The last stretch of the Pamir Highway is as remote as it gets. Pamir cities Alitchur, Murghab and Karakol are most definitely not the reason to visit this region. We went here for the countless numbers of peaks painting the horizon. To cycle the seemingly never ending roads and challenge ourselves on one of the highest mountain passes in the world.
After a very cold night (temperatures drop to minus ten degrees celsius at night at this altitude) we wake up excited to start cycling on a real road again. Due to the arid environment, it was hard to find drinking water. When we’d almost ran out, we stopped a car to ask if they knew how far it would be to the next place to fill up. They immediately offered to fill our bottles with hot tea. That went perfect with our biscuits, and we had one of the most enjoyable cycling breaks ever at this beautiful lake.
Not a single fish in Alitchur
The next town we would pass was Alitchur. Town is a big name, it was more a collection of sad boxes where people live in. The place seemed deserted, but we found a place to fill our water bottles and a small restaurant at the end of the town. The Golden Fish, of course they didn’t offer fish. They served a pretty okay lagman (noodle soup) and microwaved but somehow still cold fries. Sabina had two plates and loved and hated it simultaneously.
Cycling to Murghab
Finding a campsite proved to be a challenge too. There wasn’t really anywhere you could find cover from the harsh wind and the passing trucks on the road. We found a literal hole in the ground, flattened the area and pitched our tent. At least we had some cover from the wind. Must’ve been quite the sight for cars and trucks passing by.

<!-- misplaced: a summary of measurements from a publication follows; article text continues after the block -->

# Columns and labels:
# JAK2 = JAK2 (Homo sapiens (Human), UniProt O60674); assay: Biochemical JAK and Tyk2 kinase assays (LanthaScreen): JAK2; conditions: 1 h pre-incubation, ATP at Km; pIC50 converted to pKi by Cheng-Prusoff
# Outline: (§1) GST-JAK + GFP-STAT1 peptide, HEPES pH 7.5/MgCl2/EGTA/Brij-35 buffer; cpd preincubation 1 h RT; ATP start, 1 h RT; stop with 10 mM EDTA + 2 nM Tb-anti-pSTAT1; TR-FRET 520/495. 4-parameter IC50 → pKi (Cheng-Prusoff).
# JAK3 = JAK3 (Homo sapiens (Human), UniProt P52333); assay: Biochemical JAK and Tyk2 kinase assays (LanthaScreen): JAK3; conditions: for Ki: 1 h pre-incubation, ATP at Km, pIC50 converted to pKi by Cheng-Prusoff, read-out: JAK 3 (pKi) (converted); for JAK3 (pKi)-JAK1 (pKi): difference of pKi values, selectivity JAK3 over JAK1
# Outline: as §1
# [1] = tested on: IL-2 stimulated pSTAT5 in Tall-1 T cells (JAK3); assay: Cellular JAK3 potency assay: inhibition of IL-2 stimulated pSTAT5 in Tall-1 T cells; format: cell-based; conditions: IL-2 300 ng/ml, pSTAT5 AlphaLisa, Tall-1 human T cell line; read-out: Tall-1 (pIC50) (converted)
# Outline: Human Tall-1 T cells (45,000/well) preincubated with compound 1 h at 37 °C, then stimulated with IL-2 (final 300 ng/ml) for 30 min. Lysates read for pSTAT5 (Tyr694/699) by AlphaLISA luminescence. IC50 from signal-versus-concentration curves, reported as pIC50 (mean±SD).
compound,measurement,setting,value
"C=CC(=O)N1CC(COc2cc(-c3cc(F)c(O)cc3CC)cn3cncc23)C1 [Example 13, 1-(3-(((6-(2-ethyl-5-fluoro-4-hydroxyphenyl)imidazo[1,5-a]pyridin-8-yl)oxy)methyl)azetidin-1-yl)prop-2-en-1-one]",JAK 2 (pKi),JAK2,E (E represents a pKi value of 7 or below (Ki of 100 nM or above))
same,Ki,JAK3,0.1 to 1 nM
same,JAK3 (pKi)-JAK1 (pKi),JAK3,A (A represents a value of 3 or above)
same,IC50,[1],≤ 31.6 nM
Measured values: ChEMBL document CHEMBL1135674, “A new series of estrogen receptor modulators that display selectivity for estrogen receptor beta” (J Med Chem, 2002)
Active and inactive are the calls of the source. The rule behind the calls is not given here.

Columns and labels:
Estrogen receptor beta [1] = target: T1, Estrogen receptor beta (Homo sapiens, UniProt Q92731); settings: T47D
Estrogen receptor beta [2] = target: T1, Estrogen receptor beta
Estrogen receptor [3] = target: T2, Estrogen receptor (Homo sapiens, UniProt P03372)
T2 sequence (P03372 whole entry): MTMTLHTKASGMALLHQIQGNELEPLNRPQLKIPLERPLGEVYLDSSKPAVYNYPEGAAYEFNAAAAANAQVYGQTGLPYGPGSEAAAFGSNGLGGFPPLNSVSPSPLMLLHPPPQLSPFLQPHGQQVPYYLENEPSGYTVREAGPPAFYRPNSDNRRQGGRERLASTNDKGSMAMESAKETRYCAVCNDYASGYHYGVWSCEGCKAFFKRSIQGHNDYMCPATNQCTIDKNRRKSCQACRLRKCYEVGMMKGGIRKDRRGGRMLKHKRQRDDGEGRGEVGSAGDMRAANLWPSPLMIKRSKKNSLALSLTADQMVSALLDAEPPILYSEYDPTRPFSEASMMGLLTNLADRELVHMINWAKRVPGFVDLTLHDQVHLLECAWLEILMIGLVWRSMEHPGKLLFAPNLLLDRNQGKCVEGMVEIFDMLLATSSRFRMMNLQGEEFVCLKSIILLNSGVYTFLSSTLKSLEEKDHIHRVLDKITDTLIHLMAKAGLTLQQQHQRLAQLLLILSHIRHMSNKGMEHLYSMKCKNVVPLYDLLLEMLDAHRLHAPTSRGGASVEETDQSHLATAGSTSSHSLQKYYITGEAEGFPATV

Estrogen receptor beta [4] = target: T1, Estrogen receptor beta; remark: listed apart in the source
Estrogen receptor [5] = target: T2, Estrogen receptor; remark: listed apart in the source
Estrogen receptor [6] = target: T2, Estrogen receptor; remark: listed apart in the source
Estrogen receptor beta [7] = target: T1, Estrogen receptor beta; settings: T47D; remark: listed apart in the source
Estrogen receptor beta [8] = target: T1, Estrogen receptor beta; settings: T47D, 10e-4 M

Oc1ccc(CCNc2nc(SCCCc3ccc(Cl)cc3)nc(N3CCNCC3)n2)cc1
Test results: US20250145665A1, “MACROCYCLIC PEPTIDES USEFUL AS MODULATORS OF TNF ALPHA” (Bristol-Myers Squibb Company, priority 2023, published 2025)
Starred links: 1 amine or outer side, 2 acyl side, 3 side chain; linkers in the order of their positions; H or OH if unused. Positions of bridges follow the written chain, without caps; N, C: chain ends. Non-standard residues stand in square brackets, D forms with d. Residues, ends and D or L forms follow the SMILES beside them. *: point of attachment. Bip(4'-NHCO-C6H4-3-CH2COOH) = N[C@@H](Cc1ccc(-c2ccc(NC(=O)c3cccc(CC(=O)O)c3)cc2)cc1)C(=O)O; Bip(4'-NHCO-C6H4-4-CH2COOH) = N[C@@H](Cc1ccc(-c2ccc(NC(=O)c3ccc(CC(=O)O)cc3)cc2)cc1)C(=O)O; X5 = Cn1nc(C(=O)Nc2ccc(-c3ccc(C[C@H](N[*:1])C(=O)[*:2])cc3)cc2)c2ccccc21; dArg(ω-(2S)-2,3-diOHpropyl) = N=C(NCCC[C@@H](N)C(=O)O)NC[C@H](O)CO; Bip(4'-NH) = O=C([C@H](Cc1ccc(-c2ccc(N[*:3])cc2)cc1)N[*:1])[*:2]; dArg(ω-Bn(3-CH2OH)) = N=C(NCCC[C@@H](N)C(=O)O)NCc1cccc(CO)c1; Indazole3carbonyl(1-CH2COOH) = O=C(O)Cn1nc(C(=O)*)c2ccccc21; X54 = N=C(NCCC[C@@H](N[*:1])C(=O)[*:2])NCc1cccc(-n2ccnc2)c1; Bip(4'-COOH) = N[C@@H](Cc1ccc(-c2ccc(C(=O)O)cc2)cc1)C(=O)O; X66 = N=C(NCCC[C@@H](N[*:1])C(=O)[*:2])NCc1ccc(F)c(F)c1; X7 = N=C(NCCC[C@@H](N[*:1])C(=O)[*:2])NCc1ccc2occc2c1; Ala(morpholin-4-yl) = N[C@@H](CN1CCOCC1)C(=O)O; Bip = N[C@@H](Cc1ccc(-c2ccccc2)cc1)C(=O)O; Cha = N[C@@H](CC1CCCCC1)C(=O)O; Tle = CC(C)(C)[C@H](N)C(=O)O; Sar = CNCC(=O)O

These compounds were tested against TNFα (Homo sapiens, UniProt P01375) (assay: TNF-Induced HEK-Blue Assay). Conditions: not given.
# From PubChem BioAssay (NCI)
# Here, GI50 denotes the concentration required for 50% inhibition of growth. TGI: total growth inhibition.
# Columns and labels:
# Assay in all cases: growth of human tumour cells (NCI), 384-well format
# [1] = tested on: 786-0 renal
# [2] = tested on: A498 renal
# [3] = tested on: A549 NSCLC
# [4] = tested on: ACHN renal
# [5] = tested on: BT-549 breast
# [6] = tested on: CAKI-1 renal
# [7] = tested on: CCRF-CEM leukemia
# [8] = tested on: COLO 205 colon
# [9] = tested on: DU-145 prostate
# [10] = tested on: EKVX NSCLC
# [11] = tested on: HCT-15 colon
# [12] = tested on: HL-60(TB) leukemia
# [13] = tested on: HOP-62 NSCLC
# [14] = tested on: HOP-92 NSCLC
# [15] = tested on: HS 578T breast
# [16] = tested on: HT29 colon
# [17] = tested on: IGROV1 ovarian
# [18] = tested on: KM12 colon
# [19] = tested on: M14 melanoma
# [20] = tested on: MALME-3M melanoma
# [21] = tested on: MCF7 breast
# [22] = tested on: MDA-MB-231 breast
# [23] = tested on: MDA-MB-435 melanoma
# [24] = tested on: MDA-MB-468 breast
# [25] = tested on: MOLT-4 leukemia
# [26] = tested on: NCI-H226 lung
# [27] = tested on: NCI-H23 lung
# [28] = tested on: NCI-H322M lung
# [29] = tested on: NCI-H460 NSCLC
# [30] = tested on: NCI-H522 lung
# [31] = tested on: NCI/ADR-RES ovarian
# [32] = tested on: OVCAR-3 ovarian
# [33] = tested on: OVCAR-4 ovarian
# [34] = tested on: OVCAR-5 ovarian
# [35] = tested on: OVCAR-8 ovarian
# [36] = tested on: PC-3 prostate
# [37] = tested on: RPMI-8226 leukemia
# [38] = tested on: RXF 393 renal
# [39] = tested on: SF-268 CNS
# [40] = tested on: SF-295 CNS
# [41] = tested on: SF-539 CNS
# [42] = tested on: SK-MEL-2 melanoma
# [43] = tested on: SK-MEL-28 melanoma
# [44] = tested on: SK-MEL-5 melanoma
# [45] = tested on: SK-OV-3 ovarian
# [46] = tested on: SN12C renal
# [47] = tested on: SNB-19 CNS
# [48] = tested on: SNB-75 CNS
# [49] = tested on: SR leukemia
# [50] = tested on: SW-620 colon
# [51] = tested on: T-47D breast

On our way to Murghab we cycled a day with a Dutch couple and we met Stefano from Italy. After having cycled alone for a while, it was a nice change to ride with others again. Stefano had bought his bike on the bazar in Samarkand and was making a documentary about his journey on the Pamir Highway. His bike broke down pretty much everyday, but he was still happy about it, since he thought it was a great way of meeting new people. Mostly bike mechanics, but still, people.
Saving the stove
Murghab has to be one of the weirdest places we’ve ever visited. It is famous for its container markers, but they didn’t really sell anything we wanted. We were craving fresh fruits and vegetables, but they had none of that. In Murghab we stayed in one of our favorite guesthouses of the whole Pamir. Tulgabek guesthouse wasn’t luxurious, the food wasn’t too special. But the owner was amazing, and the company was good too.
We rested for a day, worked a bit on the bikes and checked what was the matter with our stove. We couldn’t seem to get a real strong flame going as usual. At first we thought it was due to the altitude, but Liam, Renata and Karl, whom we met at the guesthouse, weren’t having this problem at all. After a deep clean, the problem still arose. Karl saved us out big time and gave us his extra fuel line, which luckily solved the problem.
Six snickering cyclists
Stocked up on Snickers we set of from Murghab as a group of six. After not even one kilometer we left Stefano and Renata behind us. They would catch up with us later we figured. The road seemed endless and there was nothing in sight but mountains. Unbelievable how remote this area was.